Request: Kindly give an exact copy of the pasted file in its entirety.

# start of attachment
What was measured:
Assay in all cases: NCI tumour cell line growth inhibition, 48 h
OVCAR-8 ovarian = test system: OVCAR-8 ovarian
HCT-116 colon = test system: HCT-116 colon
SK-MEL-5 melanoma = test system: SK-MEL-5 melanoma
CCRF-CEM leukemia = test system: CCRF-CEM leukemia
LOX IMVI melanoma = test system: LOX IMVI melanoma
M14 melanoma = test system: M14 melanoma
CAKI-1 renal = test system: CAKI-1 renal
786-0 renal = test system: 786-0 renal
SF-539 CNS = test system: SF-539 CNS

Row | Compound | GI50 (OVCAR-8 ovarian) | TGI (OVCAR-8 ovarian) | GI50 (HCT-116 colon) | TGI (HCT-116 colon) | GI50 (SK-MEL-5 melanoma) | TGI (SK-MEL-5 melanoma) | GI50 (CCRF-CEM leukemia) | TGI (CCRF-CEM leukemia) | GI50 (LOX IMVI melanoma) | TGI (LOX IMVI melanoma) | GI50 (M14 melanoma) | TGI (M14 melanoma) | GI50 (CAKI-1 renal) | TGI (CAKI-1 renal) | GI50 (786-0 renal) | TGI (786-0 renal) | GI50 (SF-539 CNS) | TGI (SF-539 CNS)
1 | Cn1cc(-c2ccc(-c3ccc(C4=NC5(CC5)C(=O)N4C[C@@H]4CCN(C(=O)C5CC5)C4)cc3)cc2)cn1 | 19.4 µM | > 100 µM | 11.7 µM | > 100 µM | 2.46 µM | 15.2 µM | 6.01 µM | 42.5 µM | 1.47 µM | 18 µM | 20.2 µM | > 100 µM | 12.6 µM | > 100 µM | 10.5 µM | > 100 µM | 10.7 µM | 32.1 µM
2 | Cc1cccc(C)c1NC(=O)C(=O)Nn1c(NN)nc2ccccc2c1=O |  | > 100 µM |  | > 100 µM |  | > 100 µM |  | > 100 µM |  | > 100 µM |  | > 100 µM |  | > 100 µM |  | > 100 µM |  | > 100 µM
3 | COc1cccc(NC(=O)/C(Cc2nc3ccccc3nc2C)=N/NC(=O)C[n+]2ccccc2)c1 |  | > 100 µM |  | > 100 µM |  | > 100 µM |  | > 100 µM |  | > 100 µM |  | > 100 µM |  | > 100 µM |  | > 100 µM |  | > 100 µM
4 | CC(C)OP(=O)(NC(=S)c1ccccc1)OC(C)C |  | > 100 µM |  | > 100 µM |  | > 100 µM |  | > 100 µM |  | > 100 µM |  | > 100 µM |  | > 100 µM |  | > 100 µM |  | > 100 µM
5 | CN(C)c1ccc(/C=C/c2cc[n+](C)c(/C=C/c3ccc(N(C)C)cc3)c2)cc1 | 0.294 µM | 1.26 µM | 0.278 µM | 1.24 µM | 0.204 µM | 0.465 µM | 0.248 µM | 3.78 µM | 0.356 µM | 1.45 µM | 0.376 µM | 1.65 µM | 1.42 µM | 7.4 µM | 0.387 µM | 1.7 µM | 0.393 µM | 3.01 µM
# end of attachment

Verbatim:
What was measured:
Assay in all cases: NCI tumour cell line growth inhibition, 48 h
OVCAR-8 ovarian = test system: OVCAR-8 ovarian
HCT-116 colon = test system: HCT-116 colon
SK-MEL-5 melanoma = test system: SK-MEL-5 melanoma
CCRF-CEM leukemia = test system: CCRF-CEM leukemia
LOX IMVI melanoma = test system: LOX IMVI melanoma
M14 melanoma = test system: M14 melanoma
CAKI-1 renal = test system: CAKI-1 renal
786-0 renal = test system: 786-0 renal
SF-539 CNS = test system: SF-539 CNS

Row | Compound | GI50 (OVCAR-8 ovarian) | TGI (OVCAR-8 ovarian) | GI50 (HCT-116 colon) | TGI (HCT-116 colon) | GI50 (SK-MEL-5 melanoma) | TGI (SK-MEL-5 melanoma) | GI50 (CCRF-CEM leukemia) | TGI (CCRF-CEM leukemia) | GI50 (LOX IMVI melanoma) | TGI (LOX IMVI melanoma) | GI50 (M14 melanoma) | TGI (M14 melanoma) | GI50 (CAKI-1 renal) | TGI (CAKI-1 renal) | GI50 (786-0 renal) | TGI (786-0 renal) | GI50 (SF-539 CNS) | TGI (SF-539 CNS)
1 | Cn1cc(-c2ccc(-c3ccc(C4=NC5(CC5)C(=O)N4C[C@@H]4CCN(C(=O)C5CC5)C4)cc3)cc2)cn1 | 19.4 µM | > 100 µM | 11.7 µM | > 100 µM | 2.46 µM | 15.2 µM | 6.01 µM | 42.5 µM | 1.47 µM | 18 µM | 20.2 µM | > 100 µM | 12.6 µM | > 100 µM | 10.5 µM | > 100 µM | 10.7 µM | 32.1 µM
2 | Cc1cccc(C)c1NC(=O)C(=O)Nn1c(NN)nc2ccccc2c1=O |  | > 100 µM |  | > 100 µM |  | > 100 µM |  | > 100 µM |  | > 100 µM |  | > 100 µM |  | > 100 µM |  | > 100 µM |  | > 100 µM
3 | COc1cccc(NC(=O)/C(Cc2nc3ccccc3nc2C)=N/NC(=O)C[n+]2ccccc2)c1 |  | > 100 µM |  | > 100 µM |  | > 100 µM |  | > 100 µM |  | > 100 µM |  | > 100 µM |  | > 100 µM |  | > 100 µM |  | > 100 µM
4 | CC(C)OP(=O)(NC(=S)c1ccccc1)OC(C)C |  | > 100 µM |  | > 100 µM |  | > 100 µM |  | > 100 µM |  | > 100 µM |  | > 100 µM |  | > 100 µM |  | > 100 µM |  | > 100 µM
5 | CN(C)c1ccc(/C=C/c2cc[n+](C)c(/C=C/c3ccc(N(C)C)cc3)c2)cc1 | 0.294 µM | 1.26 µM | 0.278 µM | 1.24 µM | 0.204 µM | 0.465 µM | 0.248 µM | 3.78 µM | 0.356 µM | 1.45 µM | 0.376 µM | 1.65 µM | 1.42 µM | 7.4 µM | 0.387 µM | 1.7 µM | 0.393 µM | 3.01 µM